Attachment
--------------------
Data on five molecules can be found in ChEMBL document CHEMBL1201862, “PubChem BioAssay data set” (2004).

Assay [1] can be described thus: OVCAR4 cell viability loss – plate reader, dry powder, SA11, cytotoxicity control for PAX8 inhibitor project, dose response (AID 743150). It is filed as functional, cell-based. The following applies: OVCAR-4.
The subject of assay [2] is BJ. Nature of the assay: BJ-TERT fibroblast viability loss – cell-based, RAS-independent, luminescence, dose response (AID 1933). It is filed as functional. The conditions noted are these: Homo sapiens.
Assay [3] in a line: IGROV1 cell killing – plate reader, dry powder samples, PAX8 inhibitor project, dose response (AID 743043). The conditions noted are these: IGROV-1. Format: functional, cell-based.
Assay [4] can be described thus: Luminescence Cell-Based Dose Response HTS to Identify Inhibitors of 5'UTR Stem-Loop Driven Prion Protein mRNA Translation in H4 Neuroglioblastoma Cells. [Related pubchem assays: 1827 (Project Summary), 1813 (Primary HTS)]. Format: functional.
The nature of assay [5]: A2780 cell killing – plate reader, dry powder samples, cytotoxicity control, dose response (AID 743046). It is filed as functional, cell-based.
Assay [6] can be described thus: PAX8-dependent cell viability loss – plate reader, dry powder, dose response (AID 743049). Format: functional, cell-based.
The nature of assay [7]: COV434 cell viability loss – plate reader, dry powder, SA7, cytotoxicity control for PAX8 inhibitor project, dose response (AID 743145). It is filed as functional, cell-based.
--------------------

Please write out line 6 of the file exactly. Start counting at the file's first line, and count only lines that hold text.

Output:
The nature of assay [5]: A2780 cell killing – plate reader, dry powder samples, cytotoxicity control, dose response (AID 743046). It is filed as functional, cell-based.